How Did Alex Karp & Peter Thiel Get Along To Build Palantir?
Alex Karp was recently asked in an interview about his relationship with Palantir Co-Founder, Peter Thiel. The premise of the question was built around the intrinsic political differences both Karp and Thiel share. One is a progressively who generally supports more causes on the left (Karp) and the other supported Trump in 2016 and is known to be more libertarian (Thiel).
It's an interesting question, and one that Karp gets asked about many times. Most of the interviewers that challenge him on this are perplexed that two people who see the world in such fundamentally different ways actually had the ability to build an entire company together that may potentially be one of the most important technology companies in the world.
I can't lie - I also felt the same when I was younger. Before I learned about what it meant to accept disagreement in a civil way and understand that you can't monopolize the world's knowledge production with your thoughts, I also felt it would have been impossible to work with people who don't agree with you politically.
My thoughts have changed dramatically. It's gotten to the point where I could honestly care less about what someone's political beliefs are. They don't affect me and I certainly cannot change their minds in a conversation. Humans are incredibly complex. Our belief systems derive from incredibly complex moments in our lives. Our political beliefs cannot change nor should they simply because we meet people who may think differently than us.
Maybe We Can Learn From Each Other
The beauty of disagreement is that it creates a debate around conflicting ideas that are fighting for relevance. One idea can only beat the other idea if there's enough logic and support behind that idea.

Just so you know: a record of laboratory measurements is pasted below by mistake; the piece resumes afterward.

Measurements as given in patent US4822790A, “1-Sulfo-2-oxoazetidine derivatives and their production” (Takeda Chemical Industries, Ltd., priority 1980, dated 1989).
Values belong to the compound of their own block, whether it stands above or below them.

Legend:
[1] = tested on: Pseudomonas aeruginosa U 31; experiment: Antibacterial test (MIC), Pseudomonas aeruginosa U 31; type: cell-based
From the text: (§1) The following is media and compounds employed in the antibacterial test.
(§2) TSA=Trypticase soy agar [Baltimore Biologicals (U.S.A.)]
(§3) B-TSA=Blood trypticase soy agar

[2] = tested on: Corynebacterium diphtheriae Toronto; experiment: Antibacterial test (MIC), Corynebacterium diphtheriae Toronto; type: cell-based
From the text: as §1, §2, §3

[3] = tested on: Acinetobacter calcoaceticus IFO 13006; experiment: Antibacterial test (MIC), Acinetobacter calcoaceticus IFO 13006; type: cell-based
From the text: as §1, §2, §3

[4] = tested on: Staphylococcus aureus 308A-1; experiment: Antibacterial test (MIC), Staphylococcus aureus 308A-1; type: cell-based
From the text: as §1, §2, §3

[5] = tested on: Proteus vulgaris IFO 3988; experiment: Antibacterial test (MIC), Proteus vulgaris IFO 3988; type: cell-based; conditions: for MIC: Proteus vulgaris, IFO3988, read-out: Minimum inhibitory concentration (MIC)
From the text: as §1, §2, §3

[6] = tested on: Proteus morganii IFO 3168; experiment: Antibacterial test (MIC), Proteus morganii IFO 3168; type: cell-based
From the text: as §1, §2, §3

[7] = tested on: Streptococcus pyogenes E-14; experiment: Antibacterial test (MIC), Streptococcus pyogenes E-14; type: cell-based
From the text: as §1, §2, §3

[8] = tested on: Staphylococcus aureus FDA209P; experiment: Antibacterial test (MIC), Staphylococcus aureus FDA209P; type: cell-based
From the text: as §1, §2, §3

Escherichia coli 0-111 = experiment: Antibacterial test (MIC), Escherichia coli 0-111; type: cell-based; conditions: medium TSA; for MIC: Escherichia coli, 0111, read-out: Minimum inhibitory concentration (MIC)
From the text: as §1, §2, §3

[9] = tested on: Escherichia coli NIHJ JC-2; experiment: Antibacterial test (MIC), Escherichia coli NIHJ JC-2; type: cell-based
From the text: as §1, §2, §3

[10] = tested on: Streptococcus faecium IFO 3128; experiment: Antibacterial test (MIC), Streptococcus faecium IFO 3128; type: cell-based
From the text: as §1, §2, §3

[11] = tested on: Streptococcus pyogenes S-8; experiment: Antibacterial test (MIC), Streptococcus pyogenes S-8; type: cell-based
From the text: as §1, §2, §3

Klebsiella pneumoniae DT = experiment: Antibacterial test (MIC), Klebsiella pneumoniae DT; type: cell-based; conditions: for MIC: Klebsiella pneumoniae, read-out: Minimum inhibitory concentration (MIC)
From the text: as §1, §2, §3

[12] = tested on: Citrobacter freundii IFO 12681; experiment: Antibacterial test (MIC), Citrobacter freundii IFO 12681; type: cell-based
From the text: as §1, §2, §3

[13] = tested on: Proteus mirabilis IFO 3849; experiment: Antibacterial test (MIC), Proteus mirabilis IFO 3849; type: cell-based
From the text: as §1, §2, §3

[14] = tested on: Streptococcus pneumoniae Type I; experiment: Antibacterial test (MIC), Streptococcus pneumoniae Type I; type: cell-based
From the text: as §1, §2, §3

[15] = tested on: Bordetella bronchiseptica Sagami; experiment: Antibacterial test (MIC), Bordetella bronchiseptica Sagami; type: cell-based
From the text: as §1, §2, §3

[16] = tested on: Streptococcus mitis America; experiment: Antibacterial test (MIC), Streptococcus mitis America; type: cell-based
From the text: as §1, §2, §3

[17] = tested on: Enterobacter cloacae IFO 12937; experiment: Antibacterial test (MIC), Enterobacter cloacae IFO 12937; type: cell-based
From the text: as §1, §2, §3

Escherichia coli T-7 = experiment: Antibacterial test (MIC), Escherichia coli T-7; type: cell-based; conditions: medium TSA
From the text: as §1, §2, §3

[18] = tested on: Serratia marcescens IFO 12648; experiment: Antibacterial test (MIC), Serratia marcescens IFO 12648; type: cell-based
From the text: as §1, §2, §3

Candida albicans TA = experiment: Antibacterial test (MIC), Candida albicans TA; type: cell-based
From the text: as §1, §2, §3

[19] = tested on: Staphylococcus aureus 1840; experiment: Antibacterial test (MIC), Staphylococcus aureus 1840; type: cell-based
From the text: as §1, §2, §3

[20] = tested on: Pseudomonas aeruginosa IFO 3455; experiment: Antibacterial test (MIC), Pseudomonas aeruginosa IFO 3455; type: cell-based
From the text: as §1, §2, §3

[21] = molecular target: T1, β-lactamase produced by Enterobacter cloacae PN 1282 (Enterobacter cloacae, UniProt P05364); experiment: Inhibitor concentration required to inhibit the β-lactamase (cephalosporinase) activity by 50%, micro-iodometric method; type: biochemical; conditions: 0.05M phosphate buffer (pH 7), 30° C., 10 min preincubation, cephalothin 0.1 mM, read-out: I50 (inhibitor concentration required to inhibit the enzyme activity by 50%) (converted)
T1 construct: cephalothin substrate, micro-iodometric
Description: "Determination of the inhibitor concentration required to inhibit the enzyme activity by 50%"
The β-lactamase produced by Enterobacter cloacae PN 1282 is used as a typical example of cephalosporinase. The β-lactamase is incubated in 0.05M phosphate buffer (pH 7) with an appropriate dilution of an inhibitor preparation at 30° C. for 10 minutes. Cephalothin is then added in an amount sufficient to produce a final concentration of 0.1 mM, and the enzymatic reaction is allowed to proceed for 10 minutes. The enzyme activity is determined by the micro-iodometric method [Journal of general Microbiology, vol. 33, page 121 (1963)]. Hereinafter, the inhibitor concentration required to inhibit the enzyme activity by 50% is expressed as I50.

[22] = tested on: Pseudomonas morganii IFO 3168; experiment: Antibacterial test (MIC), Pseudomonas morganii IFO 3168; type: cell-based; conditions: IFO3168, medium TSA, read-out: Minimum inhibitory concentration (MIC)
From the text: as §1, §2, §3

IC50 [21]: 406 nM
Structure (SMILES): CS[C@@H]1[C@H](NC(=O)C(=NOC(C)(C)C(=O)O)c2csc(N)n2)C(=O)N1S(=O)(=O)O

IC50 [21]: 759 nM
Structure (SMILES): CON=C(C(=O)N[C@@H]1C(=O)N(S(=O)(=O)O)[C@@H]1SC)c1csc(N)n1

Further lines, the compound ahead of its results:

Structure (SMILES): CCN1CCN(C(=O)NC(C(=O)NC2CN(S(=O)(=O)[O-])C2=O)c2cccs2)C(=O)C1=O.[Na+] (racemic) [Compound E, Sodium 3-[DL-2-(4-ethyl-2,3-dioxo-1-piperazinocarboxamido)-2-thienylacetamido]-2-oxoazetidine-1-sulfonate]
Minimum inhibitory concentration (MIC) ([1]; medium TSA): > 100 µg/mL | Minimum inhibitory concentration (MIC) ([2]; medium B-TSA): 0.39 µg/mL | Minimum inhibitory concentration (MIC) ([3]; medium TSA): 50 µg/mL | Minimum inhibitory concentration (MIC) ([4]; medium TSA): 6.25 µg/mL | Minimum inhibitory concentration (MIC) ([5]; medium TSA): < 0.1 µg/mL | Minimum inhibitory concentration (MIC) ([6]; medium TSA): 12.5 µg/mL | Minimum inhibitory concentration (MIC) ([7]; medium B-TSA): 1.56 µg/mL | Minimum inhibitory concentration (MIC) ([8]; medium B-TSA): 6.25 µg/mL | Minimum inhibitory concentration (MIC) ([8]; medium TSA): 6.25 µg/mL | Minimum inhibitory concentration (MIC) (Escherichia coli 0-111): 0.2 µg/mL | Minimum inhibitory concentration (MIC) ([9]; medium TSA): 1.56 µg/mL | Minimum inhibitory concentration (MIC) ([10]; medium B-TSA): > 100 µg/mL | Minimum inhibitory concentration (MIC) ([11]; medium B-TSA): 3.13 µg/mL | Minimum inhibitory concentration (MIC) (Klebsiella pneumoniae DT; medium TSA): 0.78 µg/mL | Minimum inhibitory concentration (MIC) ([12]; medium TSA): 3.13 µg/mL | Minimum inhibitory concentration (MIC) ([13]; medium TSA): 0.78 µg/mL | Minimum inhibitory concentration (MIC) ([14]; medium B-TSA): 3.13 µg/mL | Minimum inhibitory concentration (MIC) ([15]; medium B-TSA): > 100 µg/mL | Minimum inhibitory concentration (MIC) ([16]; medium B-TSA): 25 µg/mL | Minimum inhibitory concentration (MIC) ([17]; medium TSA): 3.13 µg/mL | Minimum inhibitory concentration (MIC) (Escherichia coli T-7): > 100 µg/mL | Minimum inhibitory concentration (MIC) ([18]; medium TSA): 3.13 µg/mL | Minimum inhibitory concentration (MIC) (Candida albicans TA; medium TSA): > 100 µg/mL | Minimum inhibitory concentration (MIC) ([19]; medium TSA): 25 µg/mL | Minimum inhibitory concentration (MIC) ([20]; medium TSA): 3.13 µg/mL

In order to gain that support, the idea must be communicated in a meaningful way. Communication ultimately becomes the variable leading to a potential changing of someone's mind.
Karp agrees with this deeply. He explained,
“I think that’s a huge problem in our society; I’d like to hear what someone else thinks, and by the way I kind of think I’m right so if you have your argument we can argue about it,” he said. “I think a lot of my progressive friends have a little bit of an inferiority complex – if you’re right, why do you care that you’re having a dialogue with someone that’s wrong? I like that.”
“I have pretty strong opinions; prove me wrong, I’d love to hear it,” he said.
One of the reasons Karp and Thiel have been able to survive and thrive together is because they both have strong beliefs. As a result of those strong beliefs, they aren't insecure. They can handle when someone else disagrees without having to cry or ruin an entire friendship because they simply aren't concerned about getting their feelings hurt from differing opinions.
One of Karp's main points was to encourage having dialogue with people you disagree with over agreeing with because if you only talk to people you agree with, no one would ever be able to prove you wrong.
And if your beliefs are strong enough to actually be articulated, you should encourage the ability for someone to poke holes in them and at least try to challenge the validity of your claims, which is likely what Peter and Alex have done over the past 20 years.
I did a video on this a few month backs that dives deep into their relationship:
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